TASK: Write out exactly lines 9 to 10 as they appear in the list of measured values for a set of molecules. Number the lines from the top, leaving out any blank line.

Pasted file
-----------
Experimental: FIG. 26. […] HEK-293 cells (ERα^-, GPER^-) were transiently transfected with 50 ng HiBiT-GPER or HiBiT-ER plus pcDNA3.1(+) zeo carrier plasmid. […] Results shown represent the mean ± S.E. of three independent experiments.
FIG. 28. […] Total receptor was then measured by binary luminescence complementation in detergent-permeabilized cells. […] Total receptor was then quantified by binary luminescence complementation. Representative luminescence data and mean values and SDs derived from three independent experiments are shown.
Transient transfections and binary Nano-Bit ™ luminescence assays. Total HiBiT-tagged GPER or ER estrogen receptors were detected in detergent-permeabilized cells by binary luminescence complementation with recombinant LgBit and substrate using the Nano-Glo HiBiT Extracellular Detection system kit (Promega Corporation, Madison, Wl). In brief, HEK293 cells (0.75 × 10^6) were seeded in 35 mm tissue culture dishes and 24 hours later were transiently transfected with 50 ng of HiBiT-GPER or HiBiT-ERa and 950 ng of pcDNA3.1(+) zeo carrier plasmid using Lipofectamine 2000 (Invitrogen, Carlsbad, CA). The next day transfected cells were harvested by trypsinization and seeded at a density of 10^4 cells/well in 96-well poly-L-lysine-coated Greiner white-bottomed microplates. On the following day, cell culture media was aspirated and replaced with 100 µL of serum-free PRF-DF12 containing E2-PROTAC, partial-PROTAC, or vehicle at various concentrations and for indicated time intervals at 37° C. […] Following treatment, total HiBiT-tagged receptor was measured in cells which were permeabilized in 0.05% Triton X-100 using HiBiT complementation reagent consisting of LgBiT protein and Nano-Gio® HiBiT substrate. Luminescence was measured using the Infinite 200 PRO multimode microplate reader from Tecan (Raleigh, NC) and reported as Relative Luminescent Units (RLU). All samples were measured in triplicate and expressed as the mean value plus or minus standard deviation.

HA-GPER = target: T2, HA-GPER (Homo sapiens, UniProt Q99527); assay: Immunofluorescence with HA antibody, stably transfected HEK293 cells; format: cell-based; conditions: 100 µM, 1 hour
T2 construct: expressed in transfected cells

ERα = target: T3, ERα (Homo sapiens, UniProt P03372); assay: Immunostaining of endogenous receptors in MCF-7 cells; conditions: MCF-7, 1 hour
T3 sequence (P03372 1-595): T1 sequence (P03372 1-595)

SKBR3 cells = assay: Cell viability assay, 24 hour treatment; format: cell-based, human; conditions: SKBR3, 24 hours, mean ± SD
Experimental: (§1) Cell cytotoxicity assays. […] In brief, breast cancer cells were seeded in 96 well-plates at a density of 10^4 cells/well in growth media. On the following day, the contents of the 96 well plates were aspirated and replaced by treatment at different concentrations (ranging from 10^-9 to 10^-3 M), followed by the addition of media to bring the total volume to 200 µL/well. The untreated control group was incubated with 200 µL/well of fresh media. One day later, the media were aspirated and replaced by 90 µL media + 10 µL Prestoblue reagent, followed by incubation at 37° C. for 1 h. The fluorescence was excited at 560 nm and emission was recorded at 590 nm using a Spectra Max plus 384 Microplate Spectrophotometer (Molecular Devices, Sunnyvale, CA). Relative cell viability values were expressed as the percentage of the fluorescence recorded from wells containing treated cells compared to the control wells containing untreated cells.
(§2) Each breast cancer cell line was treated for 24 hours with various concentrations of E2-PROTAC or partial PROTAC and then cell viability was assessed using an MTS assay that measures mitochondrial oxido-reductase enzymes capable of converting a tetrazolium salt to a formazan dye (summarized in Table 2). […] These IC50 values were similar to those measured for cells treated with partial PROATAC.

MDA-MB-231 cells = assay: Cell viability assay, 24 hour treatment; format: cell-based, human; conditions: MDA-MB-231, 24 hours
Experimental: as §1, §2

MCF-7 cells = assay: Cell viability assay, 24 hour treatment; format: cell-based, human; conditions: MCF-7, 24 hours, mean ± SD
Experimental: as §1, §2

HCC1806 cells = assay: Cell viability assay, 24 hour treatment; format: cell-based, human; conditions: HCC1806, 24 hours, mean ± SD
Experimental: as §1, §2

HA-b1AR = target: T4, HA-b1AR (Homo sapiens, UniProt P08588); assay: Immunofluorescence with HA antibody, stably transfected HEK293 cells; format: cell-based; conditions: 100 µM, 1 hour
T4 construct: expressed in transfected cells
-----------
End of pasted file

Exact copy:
Experimental: (§1) Cell cytotoxicity assays. […] In brief, breast cancer cells were seeded in 96 well-plates at a density of 10^4 cells/well in growth media. On the following day, the contents of the 96 well plates were aspirated and replaced by treatment at different concentrations (ranging from 10^-9 to 10^-3 M), followed by the addition of media to bring the total volume to 200 µL/well. The untreated control group was incubated with 200 µL/well of fresh media. One day later, the media were aspirated and replaced by 90 µL media + 10 µL Prestoblue reagent, followed by incubation at 37° C. for 1 h. The fluorescence was excited at 560 nm and emission was recorded at 590 nm using a Spectra Max plus 384 Microplate Spectrophotometer (Molecular Devices, Sunnyvale, CA). Relative cell viability values were expressed as the percentage of the fluorescence recorded from wells containing treated cells compared to the control wells containing untreated cells.
(§2) Each breast cancer cell line was treated for 24 hours with various concentrations of E2-PROTAC or partial PROTAC and then cell viability was assessed using an MTS assay that measures mitochondrial oxido-reductase enzymes capable of converting a tetrazolium salt to a formazan dye (summarized in Table 2). […] These IC50 values were similar to those measured for cells treated with partial PROATAC.